Ogden Nash

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Ogden Nash
Frederic Ogden Nash
BirthplaceRye, New York
Poet, author, lyricist
EducationHarvard University (for 1 year)

Nash, Ogden,

1902–71, American poet, b. Rye, N.Y., studied at Harvard. He was popular for a wide assortment of witty and immensely quotable doggerel verses, ranging from urbane satire to absurdity in their subject and rhyme. For several decades his work appeared regularly in the New Yorker. Nash also wrote plays, e.g., One Touch of Venus (1943) in collaboration with Kurt WeillWeill, Kurt
, 1900–1950, German-American composer, b. Dessau, studied with Humperdinck and Busoni in Berlin. He first became known with the production of two short satirical surrealist operas, Der Protagonist (1926) and Der Zar lässt sich photographieren
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 and S. J. PerelmanPerelman, S. J.
(Sidney Joseph Perelman) , 1904–79, American comic writer, b. Brooklyn, N.Y. He entered the magazine world as a cartoonist for a New York weekly, soon turning from drawing to writing.
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, and children's books. His collections include Hard Lines (1931), I'm a Stranger Here Myself (1938), Selected Verse (1946), Versus (1949), The Private Dining Room (1953), You Can't Get There from Here (1957), Verses from 1929 On (1959), Everyone but Thee and Me (1962), and Bed Riddance (1970).


See biography by D. M. Parker (2005).

Nash, (Frediric) Ogden

(1902–71) poet, writer; born in Rye, N.Y. He studied at Harvard (1920–21), taught briefly, and was a bond salesman in New York (1924). After he got a job in publishing, he began to contribute his humorous poems to magazines including the New Yorker, whose editorial staff he joined in 1932. He soon became known as one of America's most sophisticated as well as popular poets. His poetry's ingenious rhymes and witty juxtapositions soon gained him a reputation with both sophisticates and the general public. In addition to plays and prose pieces, he collaborated with S. J. Perelman on the libretto for the musical One Touch of Venus (1943) and the inimitable verses for a recording of Saint-Saëns "Carnival of the Animals."
References in periodicals archive ?
So now when I think of Edwin Cohen, I see him in heaven, swapping poems with Ogden Nash and taking tennis lessons once again from Don Budge.
The general situation of animals is not what it was when Ogden Nash wrote his original words.
So wrote Ogden Nash of this suffragette, leading figure of the American Arts and Crafts Movement, prominent peace activist, crusader for the right to obtain and distribute information about contraception, and author of the sex-education pamphlet "The Sex Side of Life: An Explanation for Young People.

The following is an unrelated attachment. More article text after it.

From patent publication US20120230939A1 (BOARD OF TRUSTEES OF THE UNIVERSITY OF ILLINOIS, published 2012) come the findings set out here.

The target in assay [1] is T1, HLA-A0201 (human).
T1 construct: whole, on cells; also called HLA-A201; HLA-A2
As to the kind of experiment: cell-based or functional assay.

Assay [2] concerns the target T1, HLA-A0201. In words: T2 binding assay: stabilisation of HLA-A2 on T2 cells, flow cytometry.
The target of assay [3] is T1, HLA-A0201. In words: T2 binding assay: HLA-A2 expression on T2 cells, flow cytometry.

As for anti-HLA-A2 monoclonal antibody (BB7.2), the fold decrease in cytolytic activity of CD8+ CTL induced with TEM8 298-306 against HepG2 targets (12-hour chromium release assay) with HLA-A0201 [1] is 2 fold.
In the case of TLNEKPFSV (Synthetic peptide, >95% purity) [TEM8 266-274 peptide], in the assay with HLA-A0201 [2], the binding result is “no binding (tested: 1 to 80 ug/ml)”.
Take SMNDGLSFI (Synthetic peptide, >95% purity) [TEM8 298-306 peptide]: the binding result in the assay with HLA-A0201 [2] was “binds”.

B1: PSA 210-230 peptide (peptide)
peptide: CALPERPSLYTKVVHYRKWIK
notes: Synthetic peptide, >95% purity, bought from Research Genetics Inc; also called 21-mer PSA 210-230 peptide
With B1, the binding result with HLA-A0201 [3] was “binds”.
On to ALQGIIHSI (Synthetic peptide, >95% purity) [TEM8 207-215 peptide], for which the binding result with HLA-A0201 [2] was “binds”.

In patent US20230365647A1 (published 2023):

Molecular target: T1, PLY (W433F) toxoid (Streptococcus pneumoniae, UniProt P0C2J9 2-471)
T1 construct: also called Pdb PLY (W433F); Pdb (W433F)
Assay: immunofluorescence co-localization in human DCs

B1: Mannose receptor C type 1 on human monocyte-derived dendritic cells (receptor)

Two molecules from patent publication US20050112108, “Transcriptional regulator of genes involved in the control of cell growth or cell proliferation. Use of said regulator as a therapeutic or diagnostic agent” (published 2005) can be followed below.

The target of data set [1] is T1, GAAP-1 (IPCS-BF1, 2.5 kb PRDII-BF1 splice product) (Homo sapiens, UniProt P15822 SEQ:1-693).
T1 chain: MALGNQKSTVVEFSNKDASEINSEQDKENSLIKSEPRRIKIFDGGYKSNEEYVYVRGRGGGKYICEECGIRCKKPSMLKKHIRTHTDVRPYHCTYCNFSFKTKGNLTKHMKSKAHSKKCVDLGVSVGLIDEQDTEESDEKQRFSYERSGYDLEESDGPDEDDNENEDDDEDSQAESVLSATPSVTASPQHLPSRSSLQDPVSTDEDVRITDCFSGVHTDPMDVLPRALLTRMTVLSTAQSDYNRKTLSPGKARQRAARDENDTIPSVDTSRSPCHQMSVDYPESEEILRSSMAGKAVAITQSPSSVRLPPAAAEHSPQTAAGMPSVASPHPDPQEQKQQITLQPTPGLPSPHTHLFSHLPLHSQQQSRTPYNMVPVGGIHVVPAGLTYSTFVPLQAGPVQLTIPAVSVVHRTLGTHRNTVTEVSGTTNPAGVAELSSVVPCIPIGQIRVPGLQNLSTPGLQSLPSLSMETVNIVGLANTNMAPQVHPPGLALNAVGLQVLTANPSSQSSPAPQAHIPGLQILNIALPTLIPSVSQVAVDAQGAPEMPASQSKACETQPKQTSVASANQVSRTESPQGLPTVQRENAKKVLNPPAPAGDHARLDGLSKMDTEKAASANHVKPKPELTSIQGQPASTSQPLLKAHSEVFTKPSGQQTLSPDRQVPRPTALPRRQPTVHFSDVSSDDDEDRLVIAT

Crandell is the author of numerous articles on Miller, Tennessee Williams, and Ogden Nash, and he has previously compiled descriptive bibliographies for Williams (U of Pittsburgh P, 1995) and Nash (Scarecrow Press, 1990).
We have a shopping cartoon on each Store Listing page and Jim is a big fan of humorists Will Rogers and Ogden Nash so he puts a quote from each of them on the site every week in his "Notes from Jim" section on the info page.
Apologies, Coleridge with a splash of Ogden Nash, but it has a modicum of veracity.
As will be realised from the title, play on words in an Ogden Nash sense is the order here, with Gnus becoming Knus, Lyrebirds becoming Liarbirds and butterflies - bitterflies
Poet and humourist Ogden Nash has a nice one for the family occasion: "A family is a unit composed not only of children but of men, women, an occasional animal, and the common cold.
Husband and wife team Anton Rodgers and Elizabeth Garvie are presenting a revue, Love and Marriage, a lighthearted romantic journey featuring the words and music of Oscar Wilde, Dorothy Parker, Ogden Nash and George Eliot.
During World War II, she hosted her own radio program, interviewing such entertainers as Danny Kaye, Paul Robeson and author Ogden Nash.
With a playfulness reminiscent of Ogden Nash and Shel Silverstein, Mulder has roosters on church steeples conversing together, cows joining a European tour, underwear on the wash line launching into a cross-country flight, and sheep crocheting warm winter clothes for little Tom.
Most women are a little more discerning than the poet Ogden Nash in his definition: "He tells you when you've got on too much lipstick "And helps you with your girdle when your hips stick".